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George Vancouver Commission

The Beatles’ dressing room and limo requirements for their PNE show, a silk sample book from a Chinatown merchant, the City’s first voters’ list, a letter written by Captain George Vancouver in 1794 while stationed in Nootka Sound, and an 1898 police blotter. All of these as well as historic photos and movies will be on display at City Hall when the City of Vancouver Archives celebrates its 80th anniversary on June 7.

The City of Vancouver Archives is the oldest municipal archives in Canada (outside Quebec), founded on June 8, 1933, with the appointment of Major James Skitt Matthews as the first City Archivist.

Archives and other city staff will be on hand to guide visitors through over 25 displays and demonstrate the techniques used to preserve and restore old movies.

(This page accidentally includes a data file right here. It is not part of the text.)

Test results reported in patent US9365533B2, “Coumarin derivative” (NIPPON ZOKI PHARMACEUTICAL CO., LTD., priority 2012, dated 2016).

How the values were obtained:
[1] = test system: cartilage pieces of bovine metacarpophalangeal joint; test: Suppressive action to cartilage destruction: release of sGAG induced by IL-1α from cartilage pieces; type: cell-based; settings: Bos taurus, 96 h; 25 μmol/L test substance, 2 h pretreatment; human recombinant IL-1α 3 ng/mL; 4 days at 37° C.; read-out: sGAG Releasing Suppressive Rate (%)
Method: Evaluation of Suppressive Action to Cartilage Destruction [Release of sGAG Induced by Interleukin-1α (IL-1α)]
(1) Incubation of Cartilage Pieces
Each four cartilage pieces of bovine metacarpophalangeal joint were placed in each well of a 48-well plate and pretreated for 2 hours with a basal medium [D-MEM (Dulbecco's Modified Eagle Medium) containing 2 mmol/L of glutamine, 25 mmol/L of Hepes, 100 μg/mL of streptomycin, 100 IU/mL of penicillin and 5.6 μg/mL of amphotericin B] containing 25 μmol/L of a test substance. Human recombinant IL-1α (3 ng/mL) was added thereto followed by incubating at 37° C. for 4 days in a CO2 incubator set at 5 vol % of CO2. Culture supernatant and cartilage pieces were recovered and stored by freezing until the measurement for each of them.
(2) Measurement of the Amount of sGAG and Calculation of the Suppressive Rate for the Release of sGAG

The event will take place on Friday afternoon in the Media Centre, where staff will also give away prints of historic photographs. The 80th anniversary event precedes International Archives Day on June 9.

Located in Vanier Park, The City of Vancouver Archives houses the City’s records as well as documents from private-sector businesses, organizations, families and individuals related to Vancouver. Laid end to end, the Archives’ holdings would span four kilometers, from City Hall west to Macdonald Street.

Every year, Archives’ staff field about 2,700 enquiries, retrieve 11,200 documents, and supervise 2,400 reading room visits. The facility’s database, now searchable on Google, received 350,000 hits last year.

The archives currently include 1.5 million photographs, 45,000 architectural drawings and maps, 2,600 audiovisual records and over 47 terabytes of digital and digitized records.

Vancouver’s Archives Marks 80 Years of City History

Date: June 7, 1 to 4 pm
Venue: City Hall Media Centre, off the main floor rotunda, ground floor
Admission: Free

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